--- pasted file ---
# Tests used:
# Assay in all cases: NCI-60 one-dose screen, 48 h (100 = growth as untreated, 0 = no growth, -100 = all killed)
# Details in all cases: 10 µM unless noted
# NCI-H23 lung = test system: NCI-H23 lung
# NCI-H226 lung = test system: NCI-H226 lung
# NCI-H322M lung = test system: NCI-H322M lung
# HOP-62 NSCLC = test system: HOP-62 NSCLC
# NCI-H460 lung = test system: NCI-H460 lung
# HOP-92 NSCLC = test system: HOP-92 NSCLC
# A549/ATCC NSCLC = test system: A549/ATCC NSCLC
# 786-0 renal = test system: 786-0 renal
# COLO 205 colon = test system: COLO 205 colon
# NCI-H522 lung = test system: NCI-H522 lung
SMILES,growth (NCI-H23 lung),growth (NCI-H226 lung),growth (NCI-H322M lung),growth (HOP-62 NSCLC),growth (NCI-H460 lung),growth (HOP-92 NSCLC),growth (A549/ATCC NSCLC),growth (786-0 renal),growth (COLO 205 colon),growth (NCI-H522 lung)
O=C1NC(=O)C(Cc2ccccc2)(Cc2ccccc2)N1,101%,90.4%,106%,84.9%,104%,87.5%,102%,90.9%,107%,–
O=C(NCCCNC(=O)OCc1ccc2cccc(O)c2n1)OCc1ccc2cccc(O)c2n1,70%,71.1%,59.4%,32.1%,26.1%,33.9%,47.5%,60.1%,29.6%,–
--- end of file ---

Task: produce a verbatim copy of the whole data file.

# Tests used:
# Assay in all cases: NCI-60 one-dose screen, 48 h (100 = growth as untreated, 0 = no growth, -100 = all killed)
# Details in all cases: 10 µM unless noted
# NCI-H23 lung = test system: NCI-H23 lung
# NCI-H226 lung = test system: NCI-H226 lung
# NCI-H322M lung = test system: NCI-H322M lung
# HOP-62 NSCLC = test system: HOP-62 NSCLC
# NCI-H460 lung = test system: NCI-H460 lung
# HOP-92 NSCLC = test system: HOP-92 NSCLC
# A549/ATCC NSCLC = test system: A549/ATCC NSCLC
# 786-0 renal = test system: 786-0 renal
# COLO 205 colon = test system: COLO 205 colon
# NCI-H522 lung = test system: NCI-H522 lung
SMILES,growth (NCI-H23 lung),growth (NCI-H226 lung),growth (NCI-H322M lung),growth (HOP-62 NSCLC),growth (NCI-H460 lung),growth (HOP-92 NSCLC),growth (A549/ATCC NSCLC),growth (786-0 renal),growth (COLO 205 colon),growth (NCI-H522 lung)
O=C1NC(=O)C(Cc2ccccc2)(Cc2ccccc2)N1,101%,90.4%,106%,84.9%,104%,87.5%,102%,90.9%,107%,–
O=C(NCCCNC(=O)OCc1ccc2cccc(O)c2n1)OCc1ccc2cccc(O)c2n1,70%,71.1%,59.4%,32.1%,26.1%,33.9%,47.5%,60.1%,29.6%,–